Sorry for the title - I'm trying too hard to be clever. This post is about the IT Band and, more to the point, IT Band Syndrome which is my latest injury. My training for the New York Half Marathon had been going great up until last Tuesday when I started to notice some very slight pain on the outside of my left knee. I didn't think much of it -- I'm pretty clumsy sometimes and end up hitting my knee on things like the living room table, so I figured it might just be a bruise from such an incident. On Wednesday the pain got worse, but it still didn't rise to a level where I was all that concerned about it. On Thursday I had a speed workout planned and the farther I ran, the more it hurt...but then at a certain point the pain disappeared and I thought, "hey, maybe it's gone." Then I got off the treadmill...and I could barely walk - it was a very sharp pain that hurt even when I was gingerly walking along. It killed to walk down steps, it killed whenever I would get up out of a chair, it was tender to the touch. It was then that I thought I should probably do some investigation so I went to the trusty interwebs and learned more than I cared to know about IT Band Syndrome.
If you've been a runner for any longer period of time, IT Band Syndrome is not a new term in your vocabulary. It is one of the most common running injuries and is caused by a wide variety of factors. The IT Band (iliotibial band) is actually a very long tendon that runs from your hip to your knee and IT Band Syndrome is essentially a "tendonitis" of sorts -- an inflammation of that tendon. It can be caused by an IT Band that is too wide or too narrow (genetic), it can be caused by overuse (most common) and it can be caused by faulty running mechanics (excessive over-pronation, etc). The most common cause, as I said, is overuse and by that I mean an increase in miles or intensity of training that is done too quickly. In my case I thought I was being somewhat conservative in my training, but as I look back at it - along with a marked increase in miles was an ambitious increase in intensity which I think it what did me in.
The number one treatment for IT Band Syndrome is a runner's least favorite word -- and that's rest. I hate that word. Rest is a euphemism for "don't run" and I feel like with every passing day that I don't run, I'm losing valuable training time. I have just over 6 weeks until the New York Half and I really want to be in tip-top shape. That being said, it is nearly impossible to run with this pain and I would really like to be rid of it before I continue with my training schedule. Fortunately for me, there are a number of things I can do to help speed my recovery.
#1) Ice. A runner's best friend. Almost every article I've read on IT Band issues suggests making icing a priority. 15-20 minutes, 3 times a day (at least).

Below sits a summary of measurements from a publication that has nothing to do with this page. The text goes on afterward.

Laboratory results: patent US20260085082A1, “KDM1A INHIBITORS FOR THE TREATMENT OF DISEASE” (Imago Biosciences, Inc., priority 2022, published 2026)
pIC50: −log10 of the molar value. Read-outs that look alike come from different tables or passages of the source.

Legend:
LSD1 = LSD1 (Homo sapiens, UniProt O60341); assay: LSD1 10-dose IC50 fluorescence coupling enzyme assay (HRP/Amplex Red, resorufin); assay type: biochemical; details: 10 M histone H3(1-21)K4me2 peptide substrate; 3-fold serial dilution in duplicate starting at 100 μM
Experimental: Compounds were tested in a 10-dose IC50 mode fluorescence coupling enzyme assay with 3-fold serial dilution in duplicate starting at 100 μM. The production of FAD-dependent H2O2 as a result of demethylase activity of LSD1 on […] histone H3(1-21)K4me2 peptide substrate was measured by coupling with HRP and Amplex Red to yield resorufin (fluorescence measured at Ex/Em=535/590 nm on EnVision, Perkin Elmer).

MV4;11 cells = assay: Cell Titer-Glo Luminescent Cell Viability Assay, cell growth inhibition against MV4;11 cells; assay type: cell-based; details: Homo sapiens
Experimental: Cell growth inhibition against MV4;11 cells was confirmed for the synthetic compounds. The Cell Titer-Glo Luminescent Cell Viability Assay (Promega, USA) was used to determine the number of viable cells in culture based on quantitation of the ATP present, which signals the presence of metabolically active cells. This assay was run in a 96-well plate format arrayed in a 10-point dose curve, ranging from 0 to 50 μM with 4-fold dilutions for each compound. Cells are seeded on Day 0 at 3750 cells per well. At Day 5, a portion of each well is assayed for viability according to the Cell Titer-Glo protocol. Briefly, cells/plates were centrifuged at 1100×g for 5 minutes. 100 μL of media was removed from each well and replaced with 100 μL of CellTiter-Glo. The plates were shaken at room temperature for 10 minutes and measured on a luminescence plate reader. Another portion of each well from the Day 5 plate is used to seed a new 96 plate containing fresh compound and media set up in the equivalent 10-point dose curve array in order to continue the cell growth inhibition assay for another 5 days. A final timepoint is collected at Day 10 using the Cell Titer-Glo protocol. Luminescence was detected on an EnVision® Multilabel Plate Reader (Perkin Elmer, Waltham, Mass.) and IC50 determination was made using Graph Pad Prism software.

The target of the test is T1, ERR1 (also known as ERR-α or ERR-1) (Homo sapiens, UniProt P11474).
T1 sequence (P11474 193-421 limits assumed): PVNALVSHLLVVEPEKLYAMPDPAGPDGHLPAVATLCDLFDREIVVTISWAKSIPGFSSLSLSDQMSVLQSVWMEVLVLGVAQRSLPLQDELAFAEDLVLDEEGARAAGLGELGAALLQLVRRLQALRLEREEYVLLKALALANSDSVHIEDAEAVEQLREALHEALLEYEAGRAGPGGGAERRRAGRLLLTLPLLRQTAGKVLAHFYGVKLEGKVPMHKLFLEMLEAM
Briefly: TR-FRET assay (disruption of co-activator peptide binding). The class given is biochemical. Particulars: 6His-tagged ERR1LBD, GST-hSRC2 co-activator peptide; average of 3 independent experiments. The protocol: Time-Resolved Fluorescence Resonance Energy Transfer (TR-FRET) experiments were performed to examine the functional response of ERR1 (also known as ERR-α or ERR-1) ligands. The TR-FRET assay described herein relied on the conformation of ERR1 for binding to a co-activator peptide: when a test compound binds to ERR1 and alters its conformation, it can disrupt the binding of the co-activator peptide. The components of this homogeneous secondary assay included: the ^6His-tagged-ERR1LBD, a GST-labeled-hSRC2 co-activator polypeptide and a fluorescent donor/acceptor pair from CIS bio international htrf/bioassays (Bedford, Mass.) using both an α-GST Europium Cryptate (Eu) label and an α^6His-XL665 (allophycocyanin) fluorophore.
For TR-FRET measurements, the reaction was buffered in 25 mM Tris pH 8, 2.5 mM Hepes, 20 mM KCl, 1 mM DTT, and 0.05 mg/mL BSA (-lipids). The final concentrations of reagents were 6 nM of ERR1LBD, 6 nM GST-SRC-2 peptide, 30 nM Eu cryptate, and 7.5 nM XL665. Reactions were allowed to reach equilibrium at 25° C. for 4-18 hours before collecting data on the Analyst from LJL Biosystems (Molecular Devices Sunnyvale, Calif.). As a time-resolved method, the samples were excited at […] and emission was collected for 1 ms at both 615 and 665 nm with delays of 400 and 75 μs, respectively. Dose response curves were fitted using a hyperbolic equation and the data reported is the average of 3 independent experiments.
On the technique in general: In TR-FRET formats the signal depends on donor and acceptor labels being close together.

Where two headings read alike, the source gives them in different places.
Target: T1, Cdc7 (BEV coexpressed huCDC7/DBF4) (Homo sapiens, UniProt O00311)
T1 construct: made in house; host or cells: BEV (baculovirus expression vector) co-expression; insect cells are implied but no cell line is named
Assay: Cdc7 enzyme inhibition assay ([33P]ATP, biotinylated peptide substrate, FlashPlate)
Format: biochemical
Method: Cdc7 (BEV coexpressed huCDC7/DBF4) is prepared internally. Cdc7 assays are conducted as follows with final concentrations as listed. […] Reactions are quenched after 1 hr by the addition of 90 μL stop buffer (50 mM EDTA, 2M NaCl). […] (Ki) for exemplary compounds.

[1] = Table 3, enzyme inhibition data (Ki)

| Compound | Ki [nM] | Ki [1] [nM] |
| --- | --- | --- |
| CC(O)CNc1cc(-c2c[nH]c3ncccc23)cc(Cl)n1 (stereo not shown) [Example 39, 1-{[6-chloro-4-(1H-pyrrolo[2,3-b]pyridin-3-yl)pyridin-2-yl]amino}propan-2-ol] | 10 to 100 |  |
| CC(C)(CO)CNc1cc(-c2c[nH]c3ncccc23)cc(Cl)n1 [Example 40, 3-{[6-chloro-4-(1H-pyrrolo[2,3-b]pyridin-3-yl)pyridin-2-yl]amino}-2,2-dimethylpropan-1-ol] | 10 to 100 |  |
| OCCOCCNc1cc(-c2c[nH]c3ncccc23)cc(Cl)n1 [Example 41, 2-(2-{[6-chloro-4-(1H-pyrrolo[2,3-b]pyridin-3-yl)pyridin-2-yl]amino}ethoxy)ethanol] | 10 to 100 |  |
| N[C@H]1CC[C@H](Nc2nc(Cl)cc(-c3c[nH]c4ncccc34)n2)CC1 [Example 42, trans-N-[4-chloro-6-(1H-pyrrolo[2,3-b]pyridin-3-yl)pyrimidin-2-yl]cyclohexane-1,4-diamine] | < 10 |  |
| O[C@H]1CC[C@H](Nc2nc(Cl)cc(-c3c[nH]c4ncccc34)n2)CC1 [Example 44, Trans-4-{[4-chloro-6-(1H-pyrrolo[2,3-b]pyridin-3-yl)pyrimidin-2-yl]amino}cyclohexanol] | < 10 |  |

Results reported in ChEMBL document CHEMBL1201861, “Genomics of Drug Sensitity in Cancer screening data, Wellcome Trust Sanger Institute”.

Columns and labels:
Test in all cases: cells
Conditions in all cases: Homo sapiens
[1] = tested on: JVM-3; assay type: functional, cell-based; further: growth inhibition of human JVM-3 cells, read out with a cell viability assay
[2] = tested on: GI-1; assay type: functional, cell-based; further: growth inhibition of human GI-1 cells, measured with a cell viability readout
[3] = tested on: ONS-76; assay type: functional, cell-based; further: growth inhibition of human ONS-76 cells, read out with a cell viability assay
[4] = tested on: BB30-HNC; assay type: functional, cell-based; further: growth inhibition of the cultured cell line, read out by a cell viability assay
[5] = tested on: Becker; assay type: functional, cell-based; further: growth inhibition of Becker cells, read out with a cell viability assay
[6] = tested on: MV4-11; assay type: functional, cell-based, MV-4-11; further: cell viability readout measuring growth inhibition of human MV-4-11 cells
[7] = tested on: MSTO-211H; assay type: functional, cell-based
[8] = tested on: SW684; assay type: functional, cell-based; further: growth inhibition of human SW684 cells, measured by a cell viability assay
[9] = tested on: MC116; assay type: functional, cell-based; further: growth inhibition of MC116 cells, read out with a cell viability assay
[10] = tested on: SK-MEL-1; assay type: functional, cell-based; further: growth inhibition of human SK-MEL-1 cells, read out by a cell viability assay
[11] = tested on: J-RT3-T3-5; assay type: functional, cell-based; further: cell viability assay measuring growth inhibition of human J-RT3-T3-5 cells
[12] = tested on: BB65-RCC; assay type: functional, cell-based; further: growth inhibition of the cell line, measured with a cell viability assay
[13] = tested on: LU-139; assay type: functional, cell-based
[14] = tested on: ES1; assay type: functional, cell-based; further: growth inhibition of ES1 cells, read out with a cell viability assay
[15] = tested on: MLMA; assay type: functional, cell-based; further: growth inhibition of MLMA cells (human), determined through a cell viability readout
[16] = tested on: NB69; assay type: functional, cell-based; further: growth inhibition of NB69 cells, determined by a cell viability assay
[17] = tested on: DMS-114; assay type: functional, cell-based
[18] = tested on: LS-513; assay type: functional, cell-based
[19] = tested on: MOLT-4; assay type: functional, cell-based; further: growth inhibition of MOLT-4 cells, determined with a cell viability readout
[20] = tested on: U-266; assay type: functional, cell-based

#2) Use a foam-roller. I didn't have one prior to Friday, but my wife and I bought one and I've been using it ever since. There's a good video on how to use it specifically for the IT Band here on YouTube.
#3) Stretch it out. There are a couple of good stretches in that video as well, but if you do a quick Google search on IT Band stretches, there are many and stretching is key to loosening up your IT Band. IT Band Syndrome is a result of that Band being extremely tight.
#4) Strength Training. As I've read, it's probably not a good idea to start strength training if you're still having pain - but once the pain goes away, the key to preventing future IT Band issues is to strengthen a few key muscle groups. Many of us runners, myself included, can be tempted to completely neglect strength training. This can lead to a whole host of issues and one of them is IT Band Syndrome. Runners tend to be weak in predictable areas and one of those areas is the hips. For more information on specific strength training that can be done to prevent IT Band issues, read this article.
My pain has slowly decreased over the past few days to the point where I may try a get short run tomorrow. I've been icing when I can, foam-rolling a few times a day and stretching. I also was looking around online and found this handy little tool, called the Patt Strap, that I'm hoping will also help. I just bought it today so I'll let you know if it works (or even helps). I'm hopeful that this injury won't sideline me for long, though I am prepared to take the necessary time off in the event that the self-therapy I've been using proves ineffective. I know that this is the type of injury that can linger for a long time if not addressed and in my mind, that would be the worst-case scenario. I would love to hear from any of you out there who've also had experience with this injury to know what helped (or didn't help) you overcome it. Cheers.